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Money Goals That Are Easy To Stick To All Year

Cynthia Measom
·5 min read
Rawpixel / Getty Images/iStockphoto
Rawpixel / Getty Images/iStockphoto

It’s a new year and time to make some changes. Finances are always a good place to start. If you made some New Year’s resolutions related to money, you’re not alone. According to a Finder survey, more than 33% of Americans made money-related resolutions for 2021.

But the problem with New Year’s resolutions is that they’re often hard to see through. The biggest reason people believe they won’t achieve their New Year’s aspirations is lack of willpower, according to the Finder survey.

Read More: How Your 2021 Finances Will Look the Same (and Different) Compared to 2020

To avoid giving up, here’s a tip: Instead of making your New Year’s money goals interminable and challenging, take them month by month — and try to have some fun with each one. In a year, you may be surprised at what you’ve achieved financially.

Here are some ideas to get you started.

Last updated: Jan. 5, 2021

Astarot / Getty Images/iStockphoto
Astarot / Getty Images/iStockphoto

Comparison Shop To Find Better Deals on Services and Products You Use

You don’t have to tackle everything at once, but make it a goal each month to find a better deal on a product, service or interest rate. The first month, look at what you pay for internet service and see if you could pay less if you bundle it with cable and phone services. During month two, look at your credit cards and see if you could benefit from transferring a balance from a higher interest card to one with a lower interest rate. Or if you have stellar credit and payment history, call your creditor and ask for a lower rate.

You can also comparison shop for car insurance or consider refinancing your home or student loans. Another way to save is to try your grocery store’s house brand products instead of always buying the more expensive name brand.

Related: 11 Steps for Paying Off Credit Card Debt in 2021

DisobeyArt / Getty Images/iStockphoto
DisobeyArt / Getty Images/iStockphoto

Decrease One Luxury Expense Each Month

Completely and suddenly ditching a luxury you’re used to is difficult. So why not just decrease — not totally get rid of — one luxury expense from your budget each month? For example, if you grab breakfast on the way to work every morning, try eating breakfast at home every other day. If you spend $5 each morning on breakfast, you’ll save $10-$15 a week or $40-$60 a month.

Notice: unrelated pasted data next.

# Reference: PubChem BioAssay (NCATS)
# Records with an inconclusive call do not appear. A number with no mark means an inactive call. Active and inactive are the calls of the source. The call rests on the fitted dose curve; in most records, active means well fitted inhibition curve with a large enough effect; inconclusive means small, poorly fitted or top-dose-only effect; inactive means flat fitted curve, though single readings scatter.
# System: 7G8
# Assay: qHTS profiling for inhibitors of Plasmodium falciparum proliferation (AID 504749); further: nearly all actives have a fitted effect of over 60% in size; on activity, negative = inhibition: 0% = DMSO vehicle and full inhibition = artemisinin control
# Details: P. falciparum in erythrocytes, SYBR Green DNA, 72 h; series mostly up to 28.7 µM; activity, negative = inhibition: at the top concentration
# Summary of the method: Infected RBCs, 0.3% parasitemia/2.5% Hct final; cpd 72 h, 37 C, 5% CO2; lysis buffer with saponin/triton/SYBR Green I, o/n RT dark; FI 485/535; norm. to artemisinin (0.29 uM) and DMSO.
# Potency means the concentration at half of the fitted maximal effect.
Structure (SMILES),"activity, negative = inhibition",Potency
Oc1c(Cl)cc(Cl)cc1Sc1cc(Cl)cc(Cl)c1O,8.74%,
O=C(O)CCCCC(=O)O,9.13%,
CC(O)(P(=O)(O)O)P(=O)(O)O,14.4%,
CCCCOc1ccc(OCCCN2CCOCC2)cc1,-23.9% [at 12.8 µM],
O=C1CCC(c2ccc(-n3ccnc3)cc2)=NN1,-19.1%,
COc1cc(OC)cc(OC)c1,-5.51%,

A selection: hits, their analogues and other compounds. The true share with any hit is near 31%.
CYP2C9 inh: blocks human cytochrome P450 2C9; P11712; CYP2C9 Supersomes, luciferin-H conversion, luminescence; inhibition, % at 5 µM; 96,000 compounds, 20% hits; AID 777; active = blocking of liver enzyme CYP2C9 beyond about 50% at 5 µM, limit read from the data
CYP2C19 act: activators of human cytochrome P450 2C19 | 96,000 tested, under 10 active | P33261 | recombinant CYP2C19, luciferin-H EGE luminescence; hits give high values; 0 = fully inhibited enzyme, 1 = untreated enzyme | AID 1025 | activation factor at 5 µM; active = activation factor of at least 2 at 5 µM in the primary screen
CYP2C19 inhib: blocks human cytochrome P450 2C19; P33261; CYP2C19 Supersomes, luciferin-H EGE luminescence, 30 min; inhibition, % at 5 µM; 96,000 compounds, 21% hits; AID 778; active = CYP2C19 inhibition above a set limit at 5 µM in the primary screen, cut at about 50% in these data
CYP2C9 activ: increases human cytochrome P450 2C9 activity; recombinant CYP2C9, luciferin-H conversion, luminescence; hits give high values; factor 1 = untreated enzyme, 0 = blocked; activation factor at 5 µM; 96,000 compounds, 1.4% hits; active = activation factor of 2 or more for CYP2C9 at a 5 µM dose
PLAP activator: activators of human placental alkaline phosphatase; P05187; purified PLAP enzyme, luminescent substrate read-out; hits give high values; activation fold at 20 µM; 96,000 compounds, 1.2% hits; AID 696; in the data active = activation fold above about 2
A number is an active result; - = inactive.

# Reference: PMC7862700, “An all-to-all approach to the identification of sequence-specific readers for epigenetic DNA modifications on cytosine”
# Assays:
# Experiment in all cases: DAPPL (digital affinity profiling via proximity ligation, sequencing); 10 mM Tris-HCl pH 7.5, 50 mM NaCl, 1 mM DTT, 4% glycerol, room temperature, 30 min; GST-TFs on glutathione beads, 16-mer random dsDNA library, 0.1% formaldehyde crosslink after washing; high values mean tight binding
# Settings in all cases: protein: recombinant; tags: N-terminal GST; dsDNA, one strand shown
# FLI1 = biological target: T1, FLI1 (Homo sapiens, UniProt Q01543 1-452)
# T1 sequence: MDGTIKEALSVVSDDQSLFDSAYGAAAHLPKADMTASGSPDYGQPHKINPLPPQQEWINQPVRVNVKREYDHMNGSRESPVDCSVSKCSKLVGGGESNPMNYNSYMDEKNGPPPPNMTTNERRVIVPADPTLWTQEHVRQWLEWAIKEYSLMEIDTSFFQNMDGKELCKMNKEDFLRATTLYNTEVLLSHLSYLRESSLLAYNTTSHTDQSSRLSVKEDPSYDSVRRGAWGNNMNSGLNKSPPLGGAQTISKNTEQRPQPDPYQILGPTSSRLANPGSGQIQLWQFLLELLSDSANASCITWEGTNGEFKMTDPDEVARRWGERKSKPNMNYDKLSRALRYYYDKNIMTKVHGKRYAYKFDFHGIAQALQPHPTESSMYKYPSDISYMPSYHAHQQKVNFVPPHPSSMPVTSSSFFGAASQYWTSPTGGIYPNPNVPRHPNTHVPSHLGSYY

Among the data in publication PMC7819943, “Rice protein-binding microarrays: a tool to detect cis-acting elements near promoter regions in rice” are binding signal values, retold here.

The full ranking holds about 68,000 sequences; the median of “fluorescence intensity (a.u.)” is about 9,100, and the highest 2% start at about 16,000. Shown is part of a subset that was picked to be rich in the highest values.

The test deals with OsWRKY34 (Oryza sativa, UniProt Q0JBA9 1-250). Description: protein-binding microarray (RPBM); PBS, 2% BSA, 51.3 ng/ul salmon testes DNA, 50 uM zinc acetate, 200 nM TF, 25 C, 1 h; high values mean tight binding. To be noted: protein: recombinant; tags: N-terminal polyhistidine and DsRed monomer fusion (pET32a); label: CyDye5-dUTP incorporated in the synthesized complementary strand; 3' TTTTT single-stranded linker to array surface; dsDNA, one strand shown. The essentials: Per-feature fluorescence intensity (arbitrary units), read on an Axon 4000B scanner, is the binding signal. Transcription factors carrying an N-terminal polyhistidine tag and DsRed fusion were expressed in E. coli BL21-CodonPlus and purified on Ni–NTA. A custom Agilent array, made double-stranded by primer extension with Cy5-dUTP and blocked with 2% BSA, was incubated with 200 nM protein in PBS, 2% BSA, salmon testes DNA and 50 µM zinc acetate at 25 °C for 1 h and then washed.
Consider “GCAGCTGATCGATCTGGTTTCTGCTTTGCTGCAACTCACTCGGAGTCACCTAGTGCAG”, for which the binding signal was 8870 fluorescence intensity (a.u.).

The next month, stick with your habit of buying breakfast every other day and choose another luxury expense to decrease, such as going from Hulu’s no-ads plan at $11.99 per month to an ad plan for $5.99 per month. You’ll save $6 a month or $72 dollars in a year.

Find a new way to decrease your luxury expenses every month and see how much you can save in all over a year.

Another Take: Why It’s OK To Keep Your Daily Splurges in 2021

PeopleImages / Getty Images/iStockphoto
PeopleImages / Getty Images/iStockphoto

Do It Yourself When You Can

Whatever it is that you’re paying someone else to do every month, do it yourself. While that may sound hard, it doesn’t have to be. For example, if you pay someone to clean your house every week, spend 10 to 15 minutes a day cleaning and straightening the house yourself and you won’t need that service anymore.

Or if you have someone mow your lawn and rake leaves but you have a perfectly good lawnmower sitting in your garage, put “lawn care” on your schedule and save the service fee.

Think about it: If a service provider charges you $50 per service performed, you could save $600 to $2,400 or more in a year, depending on how often you have someone clean or do yard work.

Looking Ahead: Experts Predict What the Economy Will Look Like at the End of 2021

EmirMemedovski / Getty Images
EmirMemedovski / Getty Images

Choose a Debt Strategy and Apply It Every Month

Every month, make it a priority to chip away at your credit card debt. Choose from the avalanche method, which means you prioritize paying the most that you can toward your highest interest debt first while paying minimum payments toward the rest of your credit cards. This method helps you save on interest charges.

Or use the snowball method, which means you put the most money toward your smallest credit card balance each month while paying the minimum payment toward your other debts. As soon as the smallest balance is paid, move to the next smallest balance. This method is for people who want to see their debt-reduction efforts pay off faster and need a quicker win to stay motivated.

Just make sure you don’t run up the balance on your paid-off credit cards and lose your debt reduction progress.

Read More: How To Manage All the Extra Debt You Piled Up in 2020

ZoneCreative / Getty Images/iStockphoto
ZoneCreative / Getty Images/iStockphoto

Make a Commitment To Shop Discount Stores or Secondhand Apps

Having to pay close attention to the price of clothes or shoes you buy each month sounds like a drag, but it could be more fun than you think. Check out sites like ThredUp and Poshmark to find great deals on secondhand designer clothes, shoes and accessories at a huge discount. Many times, you can find items that are new with tags — aka NWT — or without tags but never worn or only worn once or twice.

If secondhand shopping isn’t for you, hit up discount chain stores like Ross, TJMaxx and Marshall’s for great deals on clothing, shoes, accessories, toys, decorations, bedding and housewares.

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This article originally appeared on GOBankingRates.com: Money Goals That Are Easy To Stick To All Year